A former astronaut’s lessons on life’s challenges and leadership — and dealing with mistakes

By James Rogers

In his e-book ‘Moonshot — A NASA Astronaut’s Information to Attaining the Unimaginable,’ Mike Massimino describes how astronauts sort out challenges

We will all relate to the frustration of attempting to take away a stripped screw, however, for Mike Massimino, one specific mangled screw was increased stakes than your typical DIY headache.

In 2009, the then-astronaut was in area, floating subsequent to the physique of the Hubble House Telescope and struggling to take away one of many screws that mounted a handrail to one of many telescope’s instrument panels.

Massimino was working to interchange the ability provide to Hubble House Telescope Imaging Spectrograph, one among its most necessary scientific devices. Floating excessive above the Earth, a handrail wanted to come back off earlier than Massimino might take away one other 111 screws and get to the instrument panel.

“The simplest activity was going to be elimination of a handrail,” Massimino advised MarketWatch, noting that the ability provide alternative was essentially the most sophisticated restore ever tried on the Hubble House Telescope. “100 new instruments have been designed for this activity,” he added. Whereas the primary three screws that hooked up the handrail got here out simply, Massimino bumped into an issue on the fourth and ultimate screw — he had stripped it along with his energy software and now it would not budge.

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Massimino tried completely different bits, however nothing would work. His fellow crewmembers on the area shuttle have been additionally working with NASA’s Johnson House Middle in Houston to try to resolve the issue. Finally, a crew at NASA’s Goddard House Flight Middle in Maryland got here up with an answer — rip off the handrail. This, nonetheless, was not with out its dangers, equivalent to doubtlessly puncturing Massimino’s spacesuit, or sending particles flying that might injury the area telescope.

“That they had me tape the underside of the handrail,” Massimino advised MarketWatch. After giving the handrail “a few shakes” the astronaut then efficiently yanked it away from the facet of Hubble. “It got here off, no downside,” he mentioned, and there was no particles.

Massimino’s tales are a part of his newest e-book “Moonshot — A NASA Astronaut’s Information to Attaining the Unimaginable,” which is out on Dec. fifth.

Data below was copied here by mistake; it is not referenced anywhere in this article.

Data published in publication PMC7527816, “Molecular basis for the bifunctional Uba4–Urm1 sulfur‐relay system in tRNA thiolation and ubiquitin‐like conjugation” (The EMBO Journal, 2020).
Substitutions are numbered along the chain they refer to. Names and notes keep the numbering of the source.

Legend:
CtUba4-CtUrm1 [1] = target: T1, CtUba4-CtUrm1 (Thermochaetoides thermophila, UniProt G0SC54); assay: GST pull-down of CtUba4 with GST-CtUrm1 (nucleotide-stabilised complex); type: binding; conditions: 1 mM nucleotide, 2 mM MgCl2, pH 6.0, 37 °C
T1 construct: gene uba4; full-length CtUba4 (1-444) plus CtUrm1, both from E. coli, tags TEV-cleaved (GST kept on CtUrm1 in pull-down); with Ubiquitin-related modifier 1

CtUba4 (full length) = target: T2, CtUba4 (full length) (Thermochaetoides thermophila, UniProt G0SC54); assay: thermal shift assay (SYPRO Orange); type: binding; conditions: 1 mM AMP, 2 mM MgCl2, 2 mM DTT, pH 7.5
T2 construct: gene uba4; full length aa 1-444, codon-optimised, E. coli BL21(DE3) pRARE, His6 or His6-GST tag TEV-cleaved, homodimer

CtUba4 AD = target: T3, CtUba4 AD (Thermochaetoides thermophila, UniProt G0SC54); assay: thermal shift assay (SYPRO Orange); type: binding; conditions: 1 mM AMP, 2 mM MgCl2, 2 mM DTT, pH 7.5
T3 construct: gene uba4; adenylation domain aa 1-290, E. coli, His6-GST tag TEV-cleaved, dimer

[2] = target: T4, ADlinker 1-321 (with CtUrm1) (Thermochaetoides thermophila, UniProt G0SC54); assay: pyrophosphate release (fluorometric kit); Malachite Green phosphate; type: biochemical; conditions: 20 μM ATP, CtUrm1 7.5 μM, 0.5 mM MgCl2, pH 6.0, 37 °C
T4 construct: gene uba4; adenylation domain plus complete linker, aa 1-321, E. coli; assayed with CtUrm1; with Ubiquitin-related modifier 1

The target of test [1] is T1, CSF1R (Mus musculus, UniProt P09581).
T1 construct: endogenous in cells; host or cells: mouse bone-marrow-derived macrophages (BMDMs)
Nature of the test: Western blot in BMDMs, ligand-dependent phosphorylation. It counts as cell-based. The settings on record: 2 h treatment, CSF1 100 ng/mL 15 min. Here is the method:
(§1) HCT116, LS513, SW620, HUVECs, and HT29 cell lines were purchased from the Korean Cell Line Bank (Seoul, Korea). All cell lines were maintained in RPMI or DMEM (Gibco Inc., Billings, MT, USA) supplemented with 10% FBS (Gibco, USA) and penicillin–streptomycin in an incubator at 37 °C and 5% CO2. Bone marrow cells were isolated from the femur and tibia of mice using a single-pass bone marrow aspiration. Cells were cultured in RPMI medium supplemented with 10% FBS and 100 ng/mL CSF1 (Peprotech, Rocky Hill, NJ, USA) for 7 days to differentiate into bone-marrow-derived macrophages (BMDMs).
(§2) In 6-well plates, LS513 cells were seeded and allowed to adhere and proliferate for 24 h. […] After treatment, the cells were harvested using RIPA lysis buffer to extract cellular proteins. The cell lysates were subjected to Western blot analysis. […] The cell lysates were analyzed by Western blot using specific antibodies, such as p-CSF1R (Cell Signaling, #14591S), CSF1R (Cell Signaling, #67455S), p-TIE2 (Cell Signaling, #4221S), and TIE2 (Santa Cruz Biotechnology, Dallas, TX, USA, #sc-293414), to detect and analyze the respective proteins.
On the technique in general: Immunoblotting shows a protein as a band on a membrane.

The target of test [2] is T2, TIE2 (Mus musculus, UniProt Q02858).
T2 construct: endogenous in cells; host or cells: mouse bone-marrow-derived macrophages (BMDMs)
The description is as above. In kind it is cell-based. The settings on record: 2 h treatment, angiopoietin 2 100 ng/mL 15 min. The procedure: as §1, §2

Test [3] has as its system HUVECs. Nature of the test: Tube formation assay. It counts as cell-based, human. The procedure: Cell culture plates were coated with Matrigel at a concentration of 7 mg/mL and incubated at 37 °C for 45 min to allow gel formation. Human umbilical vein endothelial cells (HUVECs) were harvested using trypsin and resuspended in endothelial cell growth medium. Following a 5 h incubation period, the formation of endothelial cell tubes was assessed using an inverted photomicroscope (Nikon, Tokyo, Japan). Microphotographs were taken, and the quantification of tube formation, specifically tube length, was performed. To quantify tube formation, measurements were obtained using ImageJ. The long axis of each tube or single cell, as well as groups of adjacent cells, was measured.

“Get assist, do not shut down,” he advised MarketWatch, explaining that his time working at NASA taught him necessary classes about teamwork, management, talking out, and in addition reaching out for assist.

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Born in 1962, Massimino grew up in what he described as a “working-class neighborhood” in Franklin Sq., Lengthy Island. The Columbia College and MIT graduate was chosen as a NASA astronaut candidate in Might 1996 and flew aboard Columbia and Atlantis House Shuttle in 2002 and 2009. He accomplished 4 spacewalks throughout these missions, lasting a complete of 30 hours and 4 minutes. Massimino left NASA in 2014 and is now a professor of mechanical engineering at Columbia.

Massimino discovered necessary management classes from Apollo 12 astronaut Alan Bean, the fourth man to stroll on the moon. “He advised me that the important thing to being chief and teammate is to discover a strategy to take care of and admire everybody in your crew,” Massimino mentioned. “I heard it from him, in all probability, after I had been an astronaut for 9 months — he got here to speak to our astronaut class.”

One of many chapters in Massimino’s e-book is dedicated to “pivoting,” with an evidence of Bean’s pivot to panting after 18 years as an astronaut.

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The e-book additionally addresses errors, and the way to deal with them. “You are going to make errors, you’ve got to learn to take care of them,” Massimino advised MarketWatch, recounting an incident when he cracked the visor on his helmet whereas coaching in a NASA pool. “I used to be shifting too rapidly — they needed to pull me out of the water to examine [the visor]. I used to be so embarrassed,” he mentioned. “I used to be advised: ‘You realize, man, you made that mistake, however it’s a must to let it go — you have got the entire sport in entrance of you.'”

At NASA, Massimino and his colleagues had a method for overcoming the emotions that comply with a mistake. “We had the 30-second rule — 30 seconds of remorse after which transfer on,” he mentioned.

With regard to alter, the astronaut noticed the appearance of personal area firms in direction of the tip of his area profession. Virtually 10 years later, the likes of SpaceX, Blue Origin, Axiom House and Virgin Galactic Holdings Inc. (SPCE), are reshaping the area trade, together with United Launch Alliance, which is a three way partnership between Boeing Co. (BA) and Lockheed Martin Corp. (LMT). “It offers extra alternative for folks … what we’re for the longer term could be very promising,” Massimino mentioned.

For instance, the professor defined how his college students at Columbia have been capable of ship two analysis initiatives to area — one on a Blue Origin car, and one other that traveled to and from the Worldwide House Station through SpaceX.

Podcast: The way forward for area exploration

-James Rogers

This content material was created by MarketWatch, which is operated by Dow Jones & Co. MarketWatch is revealed independently from Dow Jones Newswires and The Wall Road Journal.


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